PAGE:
(Reuters) - The new American Airlines will be run largely by the current management of US Airways Group LCC.N when the carriers merge to form the world’s largest airline.
American parent AMR Corp AAMRQ.PK and US Airways on Monday named eight executives to top posts at the merged company on Monday, five of whom are already on the management team of Doug Parker, the US Airways chief executive who will run the new company as CEO.
Parker “is confident that his team can manage the combined enterprise,” said George Hamlin, an aviation consultant in Fairfax, Virginia. “Time is going to tell.”
Scott Kirby and Derek Kerr, the current president and chief financial officer of US Airways, respectively, are to hold those same jobs in the new company, which will be named American Airlines Group and based in Dallas-Fort Worth, Texas, the current AMR headquarters.
Also from US Airways, Elise Eberwein will head communications of the new American; Robert Isom will be in charge of airline operations; and Stephen Johnson will run corporate affairs.
Three executives from American Airlines will have top management roles at the merged company. Beverly Goulet will lead integration and Maya Leibman was named chief information officer. William Ris will manage government affairs.
The companies, looking to complete their $11 billion merger by the end of September, also said the new carrier would have 12 directors, including James Albaugh, a former CEO of the commercial airplanes division at planemaker Boeing Co (BA.N). At least five board members have financial and investment backgrounds.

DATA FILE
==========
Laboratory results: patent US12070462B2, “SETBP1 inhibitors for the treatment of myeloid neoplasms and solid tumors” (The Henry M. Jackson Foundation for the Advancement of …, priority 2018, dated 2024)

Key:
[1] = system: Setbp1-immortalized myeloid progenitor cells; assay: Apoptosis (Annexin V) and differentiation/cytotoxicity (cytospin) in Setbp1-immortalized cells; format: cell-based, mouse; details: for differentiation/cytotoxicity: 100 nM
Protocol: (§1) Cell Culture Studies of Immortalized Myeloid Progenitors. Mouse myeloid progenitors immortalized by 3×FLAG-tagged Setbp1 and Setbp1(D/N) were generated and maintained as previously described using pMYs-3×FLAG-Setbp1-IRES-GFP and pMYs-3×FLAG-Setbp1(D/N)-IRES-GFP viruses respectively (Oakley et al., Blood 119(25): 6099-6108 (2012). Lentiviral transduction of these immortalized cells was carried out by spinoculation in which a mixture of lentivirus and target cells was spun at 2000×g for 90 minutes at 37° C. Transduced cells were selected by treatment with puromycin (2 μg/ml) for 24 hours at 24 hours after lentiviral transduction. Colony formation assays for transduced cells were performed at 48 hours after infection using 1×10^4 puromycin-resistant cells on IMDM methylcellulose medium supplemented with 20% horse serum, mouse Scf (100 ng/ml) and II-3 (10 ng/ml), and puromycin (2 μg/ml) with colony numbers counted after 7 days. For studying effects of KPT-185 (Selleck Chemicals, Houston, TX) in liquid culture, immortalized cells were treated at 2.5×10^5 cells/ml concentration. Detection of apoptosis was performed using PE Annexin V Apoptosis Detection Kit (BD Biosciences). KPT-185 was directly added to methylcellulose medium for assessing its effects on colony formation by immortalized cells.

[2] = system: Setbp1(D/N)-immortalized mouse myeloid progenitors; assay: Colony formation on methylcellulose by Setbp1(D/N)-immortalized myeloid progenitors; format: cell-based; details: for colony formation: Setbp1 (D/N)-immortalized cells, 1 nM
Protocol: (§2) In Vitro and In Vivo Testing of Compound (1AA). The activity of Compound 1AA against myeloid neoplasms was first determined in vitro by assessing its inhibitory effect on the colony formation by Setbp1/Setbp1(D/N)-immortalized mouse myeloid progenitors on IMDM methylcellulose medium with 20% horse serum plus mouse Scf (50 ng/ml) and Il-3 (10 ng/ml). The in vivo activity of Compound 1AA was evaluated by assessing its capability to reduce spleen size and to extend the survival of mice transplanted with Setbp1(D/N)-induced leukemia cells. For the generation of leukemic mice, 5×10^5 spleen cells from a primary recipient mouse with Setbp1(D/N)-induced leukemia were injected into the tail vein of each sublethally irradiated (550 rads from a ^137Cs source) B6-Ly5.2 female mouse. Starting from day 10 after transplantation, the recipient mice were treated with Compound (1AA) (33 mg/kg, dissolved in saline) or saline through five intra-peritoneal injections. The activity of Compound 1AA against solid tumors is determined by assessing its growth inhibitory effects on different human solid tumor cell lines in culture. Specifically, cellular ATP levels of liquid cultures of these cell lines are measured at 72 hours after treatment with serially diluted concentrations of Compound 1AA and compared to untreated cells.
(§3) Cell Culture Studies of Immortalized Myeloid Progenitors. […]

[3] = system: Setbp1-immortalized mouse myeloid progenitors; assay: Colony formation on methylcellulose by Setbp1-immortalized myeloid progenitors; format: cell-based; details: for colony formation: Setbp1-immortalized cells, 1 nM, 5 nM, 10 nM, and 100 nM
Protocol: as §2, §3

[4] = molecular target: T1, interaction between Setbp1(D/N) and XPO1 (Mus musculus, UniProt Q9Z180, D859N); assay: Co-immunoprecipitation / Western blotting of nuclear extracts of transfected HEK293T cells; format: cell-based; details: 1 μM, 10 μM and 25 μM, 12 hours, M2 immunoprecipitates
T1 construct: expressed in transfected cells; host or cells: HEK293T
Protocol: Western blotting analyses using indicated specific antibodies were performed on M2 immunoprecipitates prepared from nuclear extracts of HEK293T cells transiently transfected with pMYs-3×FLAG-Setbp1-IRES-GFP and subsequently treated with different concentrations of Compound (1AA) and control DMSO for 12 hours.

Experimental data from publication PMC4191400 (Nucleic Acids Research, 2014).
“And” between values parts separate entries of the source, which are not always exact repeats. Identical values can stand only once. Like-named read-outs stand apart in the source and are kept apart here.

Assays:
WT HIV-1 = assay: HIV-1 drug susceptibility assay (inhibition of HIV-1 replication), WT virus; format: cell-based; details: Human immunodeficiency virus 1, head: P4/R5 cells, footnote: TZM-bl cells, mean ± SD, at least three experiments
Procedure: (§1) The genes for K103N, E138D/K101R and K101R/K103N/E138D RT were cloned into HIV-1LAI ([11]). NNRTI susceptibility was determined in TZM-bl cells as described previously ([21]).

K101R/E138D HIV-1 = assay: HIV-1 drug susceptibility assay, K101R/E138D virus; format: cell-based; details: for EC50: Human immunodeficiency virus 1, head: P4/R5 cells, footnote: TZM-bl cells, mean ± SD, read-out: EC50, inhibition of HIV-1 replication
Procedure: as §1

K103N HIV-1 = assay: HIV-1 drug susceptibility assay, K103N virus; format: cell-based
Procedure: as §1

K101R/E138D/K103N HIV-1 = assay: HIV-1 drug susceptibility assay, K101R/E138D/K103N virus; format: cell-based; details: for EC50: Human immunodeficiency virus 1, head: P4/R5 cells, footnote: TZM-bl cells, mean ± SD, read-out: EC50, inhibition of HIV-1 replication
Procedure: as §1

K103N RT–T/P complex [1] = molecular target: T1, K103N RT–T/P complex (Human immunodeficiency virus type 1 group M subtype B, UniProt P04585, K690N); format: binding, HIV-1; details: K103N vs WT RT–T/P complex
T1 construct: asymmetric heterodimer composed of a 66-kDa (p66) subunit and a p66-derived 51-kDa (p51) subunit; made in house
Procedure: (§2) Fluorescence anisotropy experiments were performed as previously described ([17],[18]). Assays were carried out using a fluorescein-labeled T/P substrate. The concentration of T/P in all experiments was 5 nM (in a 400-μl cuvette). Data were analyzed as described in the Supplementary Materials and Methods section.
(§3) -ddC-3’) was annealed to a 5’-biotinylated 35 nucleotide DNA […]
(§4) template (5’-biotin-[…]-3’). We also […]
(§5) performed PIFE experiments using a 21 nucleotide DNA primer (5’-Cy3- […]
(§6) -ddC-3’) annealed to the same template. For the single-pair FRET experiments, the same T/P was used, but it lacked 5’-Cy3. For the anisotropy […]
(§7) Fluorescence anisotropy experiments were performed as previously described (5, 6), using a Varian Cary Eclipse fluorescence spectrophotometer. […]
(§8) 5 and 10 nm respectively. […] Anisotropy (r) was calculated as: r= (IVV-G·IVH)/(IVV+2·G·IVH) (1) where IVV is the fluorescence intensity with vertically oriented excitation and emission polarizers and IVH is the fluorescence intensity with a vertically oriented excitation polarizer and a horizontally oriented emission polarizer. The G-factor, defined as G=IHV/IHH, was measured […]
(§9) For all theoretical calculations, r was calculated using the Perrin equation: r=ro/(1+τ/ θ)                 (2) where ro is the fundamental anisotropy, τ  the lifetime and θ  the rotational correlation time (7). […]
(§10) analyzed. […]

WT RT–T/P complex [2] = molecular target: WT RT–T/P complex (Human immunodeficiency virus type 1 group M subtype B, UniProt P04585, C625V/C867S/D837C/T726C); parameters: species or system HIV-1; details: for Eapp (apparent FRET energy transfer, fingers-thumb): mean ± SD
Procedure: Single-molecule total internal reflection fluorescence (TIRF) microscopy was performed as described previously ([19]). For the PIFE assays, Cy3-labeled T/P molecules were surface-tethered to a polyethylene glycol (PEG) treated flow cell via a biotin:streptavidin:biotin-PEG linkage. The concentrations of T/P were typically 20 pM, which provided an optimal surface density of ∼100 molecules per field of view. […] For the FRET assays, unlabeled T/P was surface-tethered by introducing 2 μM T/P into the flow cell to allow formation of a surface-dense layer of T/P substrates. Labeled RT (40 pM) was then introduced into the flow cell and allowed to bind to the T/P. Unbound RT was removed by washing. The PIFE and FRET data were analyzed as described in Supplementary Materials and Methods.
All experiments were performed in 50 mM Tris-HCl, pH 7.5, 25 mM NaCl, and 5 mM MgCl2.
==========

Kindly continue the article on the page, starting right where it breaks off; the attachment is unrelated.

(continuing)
The companies had previously said current American Air CEO Tom Horton will be chairman of the new company through its first annual meeting. Then, Parker will take over.
Among the executives who will be departing the new company are Dan Garton, president of American Eagle; Bella Goren, finance chief at American Airlines; and Virasb Vahidi, American chief commercial officer, the companies announced.
The tie-up would be the fourth major merger in the U.S. airline industry since 2008, when Delta Air Lines bought Northwest. AMR creditors would receive 72 percent of the equity in the new American, with US Airways’ current shareholders getting 28 percent.
The new, larger American Airlines would return to the leadership position among U.S. carriers that it ceded in recent years as high labor costs made it difficult to compete with restructured rivals. AMR filed for bankruptcy in 2011 and initially opposed a merger, but agreed to explore one under pressure from creditors and unions.
In an annual study of airline quality released in April, US Airways ranked ninth out of 14 U.S. carriers examined, while American ranked 10th. Those rankings, released by researchers at Purdue and Wichita State University, were based on U.S. Department of Transportation figures for on-time arrivals, mishandled baggage, customer complaints and other categories.
Hamlin, the aviation consultant, said naming the management team early in the merger process was essential to get integration off to a good start. The new American will have to meld reservations, IT infrastructure and other intricate systems, tasks that have complicated other airline mergers.
“The sooner you know who’s going to be in charge and what they are going to do, the better,” Hamlin said.
Shares of US Airways were up 1.5 percent to $17.27 in early afternoon trading on Monday.
Reporting by Karen Jacobs in Atlanta; Editing by Gerald E. McCormick, Jeffrey Benkoe and Marguerita Choy